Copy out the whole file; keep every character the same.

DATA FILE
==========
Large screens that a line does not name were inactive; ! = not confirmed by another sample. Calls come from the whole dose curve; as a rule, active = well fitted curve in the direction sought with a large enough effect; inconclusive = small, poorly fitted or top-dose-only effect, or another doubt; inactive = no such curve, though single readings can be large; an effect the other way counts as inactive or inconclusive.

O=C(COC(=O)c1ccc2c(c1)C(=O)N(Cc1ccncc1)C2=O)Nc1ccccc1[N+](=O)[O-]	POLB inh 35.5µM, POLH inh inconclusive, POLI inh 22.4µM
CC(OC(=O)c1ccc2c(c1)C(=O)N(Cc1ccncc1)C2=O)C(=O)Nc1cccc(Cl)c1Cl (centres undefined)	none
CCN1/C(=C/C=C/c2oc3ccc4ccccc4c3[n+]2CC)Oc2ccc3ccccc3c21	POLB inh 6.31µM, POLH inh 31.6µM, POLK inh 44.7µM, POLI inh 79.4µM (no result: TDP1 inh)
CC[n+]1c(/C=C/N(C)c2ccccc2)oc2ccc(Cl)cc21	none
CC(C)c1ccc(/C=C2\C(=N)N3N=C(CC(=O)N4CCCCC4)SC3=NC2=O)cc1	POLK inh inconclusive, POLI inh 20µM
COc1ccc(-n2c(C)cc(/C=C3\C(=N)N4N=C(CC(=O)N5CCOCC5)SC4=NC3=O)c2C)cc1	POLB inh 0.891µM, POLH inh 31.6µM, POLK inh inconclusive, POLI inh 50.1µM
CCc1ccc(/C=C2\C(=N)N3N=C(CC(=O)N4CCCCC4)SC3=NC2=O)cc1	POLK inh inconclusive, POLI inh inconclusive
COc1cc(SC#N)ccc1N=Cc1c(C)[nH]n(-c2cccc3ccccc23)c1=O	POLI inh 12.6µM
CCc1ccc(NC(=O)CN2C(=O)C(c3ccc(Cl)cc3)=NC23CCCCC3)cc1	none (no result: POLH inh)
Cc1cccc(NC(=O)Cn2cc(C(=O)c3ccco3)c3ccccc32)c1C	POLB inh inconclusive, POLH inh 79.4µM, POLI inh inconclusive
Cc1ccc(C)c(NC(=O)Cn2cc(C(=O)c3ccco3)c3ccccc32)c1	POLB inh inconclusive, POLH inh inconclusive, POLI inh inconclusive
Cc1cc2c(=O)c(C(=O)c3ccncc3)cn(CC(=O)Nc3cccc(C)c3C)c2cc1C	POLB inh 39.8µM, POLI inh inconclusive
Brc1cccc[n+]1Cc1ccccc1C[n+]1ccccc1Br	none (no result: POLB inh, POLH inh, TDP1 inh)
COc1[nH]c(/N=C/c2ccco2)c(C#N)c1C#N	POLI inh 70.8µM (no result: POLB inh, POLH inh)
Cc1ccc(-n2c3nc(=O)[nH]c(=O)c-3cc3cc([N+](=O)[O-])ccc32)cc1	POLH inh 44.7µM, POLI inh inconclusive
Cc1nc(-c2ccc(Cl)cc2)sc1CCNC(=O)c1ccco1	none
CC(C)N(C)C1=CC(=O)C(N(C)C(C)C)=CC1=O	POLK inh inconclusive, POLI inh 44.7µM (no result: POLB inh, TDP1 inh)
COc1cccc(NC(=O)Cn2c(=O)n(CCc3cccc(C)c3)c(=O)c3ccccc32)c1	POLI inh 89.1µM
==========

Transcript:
Large screens that a line does not name were inactive; ! = not confirmed by another sample. Calls come from the whole dose curve; as a rule, active = well fitted curve in the direction sought with a large enough effect; inconclusive = small, poorly fitted or top-dose-only effect, or another doubt; inactive = no such curve, though single readings can be large; an effect the other way counts as inactive or inconclusive.

O=C(COC(=O)c1ccc2c(c1)C(=O)N(Cc1ccncc1)C2=O)Nc1ccccc1[N+](=O)[O-]	POLB inh 35.5µM, POLH inh inconclusive, POLI inh 22.4µM
CC(OC(=O)c1ccc2c(c1)C(=O)N(Cc1ccncc1)C2=O)C(=O)Nc1cccc(Cl)c1Cl (centres undefined)	none
CCN1/C(=C/C=C/c2oc3ccc4ccccc4c3[n+]2CC)Oc2ccc3ccccc3c21	POLB inh 6.31µM, POLH inh 31.6µM, POLK inh 44.7µM, POLI inh 79.4µM (no result: TDP1 inh)
CC[n+]1c(/C=C/N(C)c2ccccc2)oc2ccc(Cl)cc21	none
CC(C)c1ccc(/C=C2\C(=N)N3N=C(CC(=O)N4CCCCC4)SC3=NC2=O)cc1	POLK inh inconclusive, POLI inh 20µM
COc1ccc(-n2c(C)cc(/C=C3\C(=N)N4N=C(CC(=O)N5CCOCC5)SC4=NC3=O)c2C)cc1	POLB inh 0.891µM, POLH inh 31.6µM, POLK inh inconclusive, POLI inh 50.1µM
CCc1ccc(/C=C2\C(=N)N3N=C(CC(=O)N4CCCCC4)SC3=NC2=O)cc1	POLK inh inconclusive, POLI inh inconclusive
COc1cc(SC#N)ccc1N=Cc1c(C)[nH]n(-c2cccc3ccccc23)c1=O	POLI inh 12.6µM
CCc1ccc(NC(=O)CN2C(=O)C(c3ccc(Cl)cc3)=NC23CCCCC3)cc1	none (no result: POLH inh)
Cc1cccc(NC(=O)Cn2cc(C(=O)c3ccco3)c3ccccc32)c1C	POLB inh inconclusive, POLH inh 79.4µM, POLI inh inconclusive
Cc1ccc(C)c(NC(=O)Cn2cc(C(=O)c3ccco3)c3ccccc32)c1	POLB inh inconclusive, POLH inh inconclusive, POLI inh inconclusive
Cc1cc2c(=O)c(C(=O)c3ccncc3)cn(CC(=O)Nc3cccc(C)c3C)c2cc1C	POLB inh 39.8µM, POLI inh inconclusive
Brc1cccc[n+]1Cc1ccccc1C[n+]1ccccc1Br	none (no result: POLB inh, POLH inh, TDP1 inh)
COc1[nH]c(/N=C/c2ccco2)c(C#N)c1C#N	POLI inh 70.8µM (no result: POLB inh, POLH inh)
Cc1ccc(-n2c3nc(=O)[nH]c(=O)c-3cc3cc([N+](=O)[O-])ccc32)cc1	POLH inh 44.7µM, POLI inh inconclusive
Cc1nc(-c2ccc(Cl)cc2)sc1CCNC(=O)c1ccco1	none
CC(C)N(C)C1=CC(=O)C(N(C)C(C)C)=CC1=O	POLK inh inconclusive, POLI inh 44.7µM (no result: POLB inh, TDP1 inh)
COc1cccc(NC(=O)Cn2c(=O)n(CCc3cccc(C)c3)c(=O)c3ccccc32)c1	POLI inh 89.1µM